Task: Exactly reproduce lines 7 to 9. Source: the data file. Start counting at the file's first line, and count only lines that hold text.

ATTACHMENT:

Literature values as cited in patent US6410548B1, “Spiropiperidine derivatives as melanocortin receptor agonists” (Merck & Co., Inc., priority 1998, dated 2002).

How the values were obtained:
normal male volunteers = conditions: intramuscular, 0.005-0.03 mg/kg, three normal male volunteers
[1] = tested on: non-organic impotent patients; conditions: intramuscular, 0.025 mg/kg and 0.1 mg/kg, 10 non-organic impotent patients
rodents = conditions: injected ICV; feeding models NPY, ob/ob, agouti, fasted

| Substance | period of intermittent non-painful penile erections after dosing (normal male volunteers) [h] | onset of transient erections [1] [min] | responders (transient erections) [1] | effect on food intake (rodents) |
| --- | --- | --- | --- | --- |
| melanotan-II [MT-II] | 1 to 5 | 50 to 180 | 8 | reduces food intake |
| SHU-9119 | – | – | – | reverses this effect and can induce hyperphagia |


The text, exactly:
| --- | --- | --- | --- | --- |
| melanotan-II [MT-II] | 1 to 5 | 50 to 180 | 8 | reduces food intake |
| SHU-9119 | – | – | – | reverses this effect and can induce hyperphagia |